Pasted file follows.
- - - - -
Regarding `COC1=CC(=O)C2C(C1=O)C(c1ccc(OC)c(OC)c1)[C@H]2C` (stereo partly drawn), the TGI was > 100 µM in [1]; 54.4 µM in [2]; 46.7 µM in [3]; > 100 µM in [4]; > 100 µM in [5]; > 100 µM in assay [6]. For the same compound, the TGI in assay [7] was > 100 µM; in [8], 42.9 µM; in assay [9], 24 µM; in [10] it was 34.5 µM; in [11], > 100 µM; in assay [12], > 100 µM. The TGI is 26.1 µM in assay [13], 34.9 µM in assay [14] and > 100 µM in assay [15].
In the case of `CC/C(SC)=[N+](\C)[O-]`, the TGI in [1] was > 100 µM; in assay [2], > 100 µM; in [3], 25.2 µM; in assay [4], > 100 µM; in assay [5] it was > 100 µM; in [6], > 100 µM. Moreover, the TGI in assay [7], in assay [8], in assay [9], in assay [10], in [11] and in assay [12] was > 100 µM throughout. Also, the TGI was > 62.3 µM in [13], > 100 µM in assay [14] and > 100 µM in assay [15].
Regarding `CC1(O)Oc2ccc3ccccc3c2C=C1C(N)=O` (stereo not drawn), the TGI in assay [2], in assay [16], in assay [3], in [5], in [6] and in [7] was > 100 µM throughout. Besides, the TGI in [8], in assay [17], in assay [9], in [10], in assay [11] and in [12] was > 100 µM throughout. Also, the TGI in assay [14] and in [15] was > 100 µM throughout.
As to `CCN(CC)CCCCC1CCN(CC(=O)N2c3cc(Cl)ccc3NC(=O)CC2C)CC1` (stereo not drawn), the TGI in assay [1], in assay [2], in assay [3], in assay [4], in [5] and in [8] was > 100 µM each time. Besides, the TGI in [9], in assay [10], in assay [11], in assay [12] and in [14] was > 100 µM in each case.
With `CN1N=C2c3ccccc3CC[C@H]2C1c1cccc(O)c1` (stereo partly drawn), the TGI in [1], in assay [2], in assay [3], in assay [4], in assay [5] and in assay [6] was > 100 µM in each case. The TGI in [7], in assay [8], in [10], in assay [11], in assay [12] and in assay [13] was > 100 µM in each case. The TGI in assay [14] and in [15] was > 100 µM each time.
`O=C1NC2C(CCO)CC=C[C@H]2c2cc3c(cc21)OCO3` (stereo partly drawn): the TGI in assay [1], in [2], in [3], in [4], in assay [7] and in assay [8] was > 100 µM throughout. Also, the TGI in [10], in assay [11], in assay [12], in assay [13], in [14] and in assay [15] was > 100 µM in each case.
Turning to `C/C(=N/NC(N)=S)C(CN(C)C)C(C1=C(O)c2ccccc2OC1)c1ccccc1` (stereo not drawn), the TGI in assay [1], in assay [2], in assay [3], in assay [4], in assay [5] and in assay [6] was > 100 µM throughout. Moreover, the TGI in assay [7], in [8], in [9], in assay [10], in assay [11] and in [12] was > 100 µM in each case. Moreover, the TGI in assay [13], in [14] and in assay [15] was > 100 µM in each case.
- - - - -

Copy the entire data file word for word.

Regarding `COC1=CC(=O)C2C(C1=O)C(c1ccc(OC)c(OC)c1)[C@H]2C` (stereo partly drawn), the TGI was > 100 µM in [1]; 54.4 µM in [2]; 46.7 µM in [3]; > 100 µM in [4]; > 100 µM in [5]; > 100 µM in assay [6]. For the same compound, the TGI in assay [7] was > 100 µM; in [8], 42.9 µM; in assay [9], 24 µM; in [10] it was 34.5 µM; in [11], > 100 µM; in assay [12], > 100 µM. The TGI is 26.1 µM in assay [13], 34.9 µM in assay [14] and > 100 µM in assay [15].
In the case of `CC/C(SC)=[N+](\C)[O-]`, the TGI in [1] was > 100 µM; in assay [2], > 100 µM; in [3], 25.2 µM; in assay [4], > 100 µM; in assay [5] it was > 100 µM; in [6], > 100 µM. Moreover, the TGI in assay [7], in assay [8], in assay [9], in assay [10], in [11] and in assay [12] was > 100 µM throughout. Also, the TGI was > 62.3 µM in [13], > 100 µM in assay [14] and > 100 µM in assay [15].
Regarding `CC1(O)Oc2ccc3ccccc3c2C=C1C(N)=O` (stereo not drawn), the TGI in assay [2], in assay [16], in assay [3], in [5], in [6] and in [7] was > 100 µM throughout. Besides, the TGI in [8], in assay [17], in assay [9], in [10], in assay [11] and in [12] was > 100 µM throughout. Also, the TGI in assay [14] and in [15] was > 100 µM throughout.
As to `CCN(CC)CCCCC1CCN(CC(=O)N2c3cc(Cl)ccc3NC(=O)CC2C)CC1` (stereo not drawn), the TGI in assay [1], in assay [2], in assay [3], in assay [4], in [5] and in [8] was > 100 µM each time. Besides, the TGI in [9], in assay [10], in assay [11], in assay [12] and in [14] was > 100 µM in each case.
With `CN1N=C2c3ccccc3CC[C@H]2C1c1cccc(O)c1` (stereo partly drawn), the TGI in [1], in assay [2], in assay [3], in assay [4], in assay [5] and in assay [6] was > 100 µM in each case. The TGI in [7], in assay [8], in [10], in assay [11], in assay [12] and in assay [13] was > 100 µM in each case. The TGI in assay [14] and in [15] was > 100 µM each time.
`O=C1NC2C(CCO)CC=C[C@H]2c2cc3c(cc21)OCO3` (stereo partly drawn): the TGI in assay [1], in [2], in [3], in [4], in assay [7] and in assay [8] was > 100 µM throughout. Also, the TGI in [10], in assay [11], in assay [12], in assay [13], in [14] and in assay [15] was > 100 µM in each case.
Turning to `C/C(=N/NC(N)=S)C(CN(C)C)C(C1=C(O)c2ccccc2OC1)c1ccccc1` (stereo not drawn), the TGI in assay [1], in assay [2], in assay [3], in assay [4], in assay [5] and in assay [6] was > 100 µM throughout. Moreover, the TGI in assay [7], in [8], in [9], in assay [10], in assay [11] and in [12] was > 100 µM in each case. Moreover, the TGI in assay [13], in [14] and in assay [15] was > 100 µM in each case.